Sometimes it’s a good thing when a band sells out. For instance, on Saturday night at Minneapolis’s Cedar Cultural Center, young up-and-coming band Fleet Foxes packed the house for not one, but two shows on the same night—prompting some audience members to jokingly accuse the band of being “sellouts.” The Fleet Foxes’ “indie cred” is far from being tainted, though, as the Seattlers have been darlings of the music scene ever since they released their first full-length LP earlier this year. Their unique brand of rootsy harmonies and rock-laced folk has gained them a wide variety of fans, many of whom attended not only the Cedar’s 5:30 show but also the 8:30 performance.
Old-timey folk artist Frank Fairfield opened both shows. The young man was equally impressive on the banjo, guitar, and fiddle. Though it was difficult to make out most of the words of the songs due to Fairfield’s mumbling diction, he definitely had soul. From his appearance and low-fi bluesy sound, Fairfield gave the impression that he could have been hanging down at the crossroads with Robert Johnson just the other day.
Fleet Foxes took the stage next, with lead singer Robin Pecknold immediately engaging in small talk with the audience. His banter throughout the show was one of the more entertaining and strange aspects of the night. Pecknold and various members of the audience discussed, amongst other things, bird songs, the difference between Minneapolis and St. Paul, and the Twin Cities’ zoos. When a good-natured heckler requested that he play “that one song,” Pecknold began playing the opening bars of “Freebird,” to the audience’s amusement.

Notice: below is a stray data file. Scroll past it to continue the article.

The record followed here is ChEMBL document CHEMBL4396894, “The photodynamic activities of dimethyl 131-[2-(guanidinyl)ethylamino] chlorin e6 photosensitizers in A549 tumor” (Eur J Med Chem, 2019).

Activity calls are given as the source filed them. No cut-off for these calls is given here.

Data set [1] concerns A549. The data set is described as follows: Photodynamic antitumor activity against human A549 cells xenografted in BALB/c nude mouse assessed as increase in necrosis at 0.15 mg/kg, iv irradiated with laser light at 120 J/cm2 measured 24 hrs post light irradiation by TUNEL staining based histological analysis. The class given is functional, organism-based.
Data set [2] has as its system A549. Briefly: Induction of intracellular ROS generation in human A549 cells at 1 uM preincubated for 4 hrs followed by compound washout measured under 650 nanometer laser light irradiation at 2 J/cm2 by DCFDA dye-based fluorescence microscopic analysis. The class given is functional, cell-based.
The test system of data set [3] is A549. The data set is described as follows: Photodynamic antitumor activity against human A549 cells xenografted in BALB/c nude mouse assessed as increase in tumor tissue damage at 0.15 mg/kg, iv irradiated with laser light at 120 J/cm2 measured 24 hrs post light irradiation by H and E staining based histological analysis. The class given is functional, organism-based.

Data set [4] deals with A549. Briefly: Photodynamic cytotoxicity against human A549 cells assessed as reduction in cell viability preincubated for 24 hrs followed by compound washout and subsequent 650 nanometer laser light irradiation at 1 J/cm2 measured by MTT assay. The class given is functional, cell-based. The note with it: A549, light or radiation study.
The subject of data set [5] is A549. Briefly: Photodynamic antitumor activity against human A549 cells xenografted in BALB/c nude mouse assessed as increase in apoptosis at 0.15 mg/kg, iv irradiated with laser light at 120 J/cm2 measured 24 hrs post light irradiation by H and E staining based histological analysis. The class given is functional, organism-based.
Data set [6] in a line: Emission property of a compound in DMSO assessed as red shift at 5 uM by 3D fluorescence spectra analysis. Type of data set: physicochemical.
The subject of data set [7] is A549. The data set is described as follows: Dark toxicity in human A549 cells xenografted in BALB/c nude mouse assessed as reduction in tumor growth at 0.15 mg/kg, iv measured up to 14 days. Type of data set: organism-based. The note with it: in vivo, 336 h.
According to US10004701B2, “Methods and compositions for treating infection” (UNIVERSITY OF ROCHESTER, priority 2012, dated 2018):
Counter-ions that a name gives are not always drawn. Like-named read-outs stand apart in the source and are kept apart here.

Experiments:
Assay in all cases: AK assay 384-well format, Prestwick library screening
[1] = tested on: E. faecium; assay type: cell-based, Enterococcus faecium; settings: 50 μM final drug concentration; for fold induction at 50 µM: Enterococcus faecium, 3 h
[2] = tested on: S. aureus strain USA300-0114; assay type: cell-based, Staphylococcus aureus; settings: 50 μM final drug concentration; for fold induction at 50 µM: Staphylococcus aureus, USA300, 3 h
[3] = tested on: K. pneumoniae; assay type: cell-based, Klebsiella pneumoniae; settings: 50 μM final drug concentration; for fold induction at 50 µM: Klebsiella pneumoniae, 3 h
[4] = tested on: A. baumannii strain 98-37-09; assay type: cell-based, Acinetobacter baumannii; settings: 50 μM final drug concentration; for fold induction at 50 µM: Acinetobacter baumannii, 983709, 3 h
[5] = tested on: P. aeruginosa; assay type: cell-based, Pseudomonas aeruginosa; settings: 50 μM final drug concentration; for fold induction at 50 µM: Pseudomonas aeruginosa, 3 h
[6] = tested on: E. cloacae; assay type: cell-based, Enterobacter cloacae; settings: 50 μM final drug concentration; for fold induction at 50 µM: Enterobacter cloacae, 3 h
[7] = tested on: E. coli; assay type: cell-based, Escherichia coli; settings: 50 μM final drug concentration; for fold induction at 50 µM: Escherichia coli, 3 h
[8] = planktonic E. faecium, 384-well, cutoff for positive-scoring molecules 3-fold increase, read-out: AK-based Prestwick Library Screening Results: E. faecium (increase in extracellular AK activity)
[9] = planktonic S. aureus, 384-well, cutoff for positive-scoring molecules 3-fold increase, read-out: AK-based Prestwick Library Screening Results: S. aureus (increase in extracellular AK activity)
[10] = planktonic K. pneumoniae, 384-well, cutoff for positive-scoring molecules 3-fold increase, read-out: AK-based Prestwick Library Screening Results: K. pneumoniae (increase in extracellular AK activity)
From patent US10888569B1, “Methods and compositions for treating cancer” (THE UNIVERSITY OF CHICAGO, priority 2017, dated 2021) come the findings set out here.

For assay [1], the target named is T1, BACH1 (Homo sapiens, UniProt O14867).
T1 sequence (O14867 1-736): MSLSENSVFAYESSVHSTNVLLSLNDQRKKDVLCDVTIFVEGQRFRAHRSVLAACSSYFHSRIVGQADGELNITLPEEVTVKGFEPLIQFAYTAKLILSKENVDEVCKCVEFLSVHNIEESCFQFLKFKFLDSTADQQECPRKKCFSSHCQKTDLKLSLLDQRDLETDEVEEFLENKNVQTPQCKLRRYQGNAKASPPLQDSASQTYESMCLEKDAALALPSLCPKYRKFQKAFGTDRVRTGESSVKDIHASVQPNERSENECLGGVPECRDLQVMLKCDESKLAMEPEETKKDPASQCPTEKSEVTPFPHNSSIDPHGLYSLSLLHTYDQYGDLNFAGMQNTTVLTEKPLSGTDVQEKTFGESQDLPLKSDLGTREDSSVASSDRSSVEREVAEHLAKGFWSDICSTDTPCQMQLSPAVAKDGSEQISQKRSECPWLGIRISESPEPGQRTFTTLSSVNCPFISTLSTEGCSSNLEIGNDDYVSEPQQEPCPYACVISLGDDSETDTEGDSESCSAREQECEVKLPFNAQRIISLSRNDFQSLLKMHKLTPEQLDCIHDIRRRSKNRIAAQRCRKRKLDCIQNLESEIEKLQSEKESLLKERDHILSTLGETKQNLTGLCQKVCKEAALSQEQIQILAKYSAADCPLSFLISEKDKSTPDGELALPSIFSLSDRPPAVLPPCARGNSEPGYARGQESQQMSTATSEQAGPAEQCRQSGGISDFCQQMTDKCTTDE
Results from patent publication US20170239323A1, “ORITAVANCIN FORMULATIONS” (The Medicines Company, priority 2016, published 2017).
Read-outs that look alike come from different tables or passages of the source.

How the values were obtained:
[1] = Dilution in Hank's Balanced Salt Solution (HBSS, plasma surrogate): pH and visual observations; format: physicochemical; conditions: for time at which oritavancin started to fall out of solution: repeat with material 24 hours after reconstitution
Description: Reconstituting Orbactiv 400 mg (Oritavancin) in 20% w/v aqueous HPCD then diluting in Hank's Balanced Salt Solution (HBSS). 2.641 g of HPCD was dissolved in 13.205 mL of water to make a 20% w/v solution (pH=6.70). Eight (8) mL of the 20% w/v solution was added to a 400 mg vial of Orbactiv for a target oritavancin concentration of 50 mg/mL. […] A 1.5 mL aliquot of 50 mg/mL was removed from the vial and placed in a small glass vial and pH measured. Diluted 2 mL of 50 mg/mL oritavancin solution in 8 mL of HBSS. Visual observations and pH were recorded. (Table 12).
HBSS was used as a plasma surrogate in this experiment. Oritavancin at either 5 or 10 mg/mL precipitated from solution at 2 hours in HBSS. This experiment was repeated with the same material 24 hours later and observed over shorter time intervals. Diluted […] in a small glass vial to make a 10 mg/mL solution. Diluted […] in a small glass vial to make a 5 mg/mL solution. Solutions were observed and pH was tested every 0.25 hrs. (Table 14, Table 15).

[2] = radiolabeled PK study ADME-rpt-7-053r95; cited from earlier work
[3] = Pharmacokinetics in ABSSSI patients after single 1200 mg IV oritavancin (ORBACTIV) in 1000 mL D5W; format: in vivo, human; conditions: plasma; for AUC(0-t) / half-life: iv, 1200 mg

Since the Fleet Foxes’ current catalog is only about 16 songs deep, everyone knew what to expect on the playlist. The band covered almost all of their self-titled LP, as well as some material from their EP Sun Giant. Highlights of the set included an amazing rendition of “White Winter Hymnal” and a stunning “Your Protector.” The band specializes in complex three-part vocal harmonies, and everyone’s voice was dead on target.
Chances are, next time the Fleet Foxes come to town they will play somewhere much bigger than the Cedar. The band have leapt forward in popularity so quickly that their last visit this past summer, at the 7th Street Entry, probably only attracted a fifth of the number of people who came to see them this time around. Next time they’ll surely have to play a supersized club like First Avenue. For lucky Twin Cities fans, though, Saturday night was a chance to see a fabulous band in the intimate confines of a small club for one last time.
Jon Behm is a Minneapolis-based photographer and writer. While his specialty is music, Jon has a wide variety of interests that tend to take him all over the Twin Cities on a daily basis.